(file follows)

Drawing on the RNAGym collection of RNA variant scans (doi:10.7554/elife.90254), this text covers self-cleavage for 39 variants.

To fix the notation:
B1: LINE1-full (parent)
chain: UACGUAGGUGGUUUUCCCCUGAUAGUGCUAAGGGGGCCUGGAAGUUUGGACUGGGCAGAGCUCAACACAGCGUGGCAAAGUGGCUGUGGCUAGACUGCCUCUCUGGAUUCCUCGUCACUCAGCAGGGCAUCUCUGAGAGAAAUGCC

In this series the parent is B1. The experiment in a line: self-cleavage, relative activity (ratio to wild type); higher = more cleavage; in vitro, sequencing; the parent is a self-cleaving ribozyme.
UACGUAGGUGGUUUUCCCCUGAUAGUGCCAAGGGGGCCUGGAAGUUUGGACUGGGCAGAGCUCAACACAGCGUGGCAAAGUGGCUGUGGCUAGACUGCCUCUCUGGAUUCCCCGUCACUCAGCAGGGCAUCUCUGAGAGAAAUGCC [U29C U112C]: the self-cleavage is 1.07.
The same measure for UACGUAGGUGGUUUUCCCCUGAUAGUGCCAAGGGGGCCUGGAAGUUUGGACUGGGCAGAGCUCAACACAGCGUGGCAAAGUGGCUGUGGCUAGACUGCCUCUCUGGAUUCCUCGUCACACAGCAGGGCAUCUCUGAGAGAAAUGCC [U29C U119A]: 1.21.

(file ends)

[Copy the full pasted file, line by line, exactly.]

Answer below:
Drawing on the RNAGym collection of RNA variant scans (doi:10.7554/elife.90254), this text covers self-cleavage for 39 variants.

To fix the notation:
B1: LINE1-full (parent)
chain: UACGUAGGUGGUUUUCCCCUGAUAGUGCUAAGGGGGCCUGGAAGUUUGGACUGGGCAGAGCUCAACACAGCGUGGCAAAGUGGCUGUGGCUAGACUGCCUCUCUGGAUUCCUCGUCACUCAGCAGGGCAUCUCUGAGAGAAAUGCC

In this series the parent is B1. The experiment in a line: self-cleavage, relative activity (ratio to wild type); higher = more cleavage; in vitro, sequencing; the parent is a self-cleaving ribozyme.
UACGUAGGUGGUUUUCCCCUGAUAGUGCCAAGGGGGCCUGGAAGUUUGGACUGGGCAGAGCUCAACACAGCGUGGCAAAGUGGCUGUGGCUAGACUGCCUCUCUGGAUUCCCCGUCACUCAGCAGGGCAUCUCUGAGAGAAAUGCC [U29C U112C]: the self-cleavage is 1.07.
The same measure for UACGUAGGUGGUUUUCCCCUGAUAGUGCCAAGGGGGCCUGGAAGUUUGGACUGGGCAGAGCUCAACACAGCGUGGCAAAGUGGCUGUGGCUAGACUGCCUCUCUGGAUUCCUCGUCACACAGCAGGGCAUCUCUGAGAGAAAUGCC [U29C U119A]: 1.21.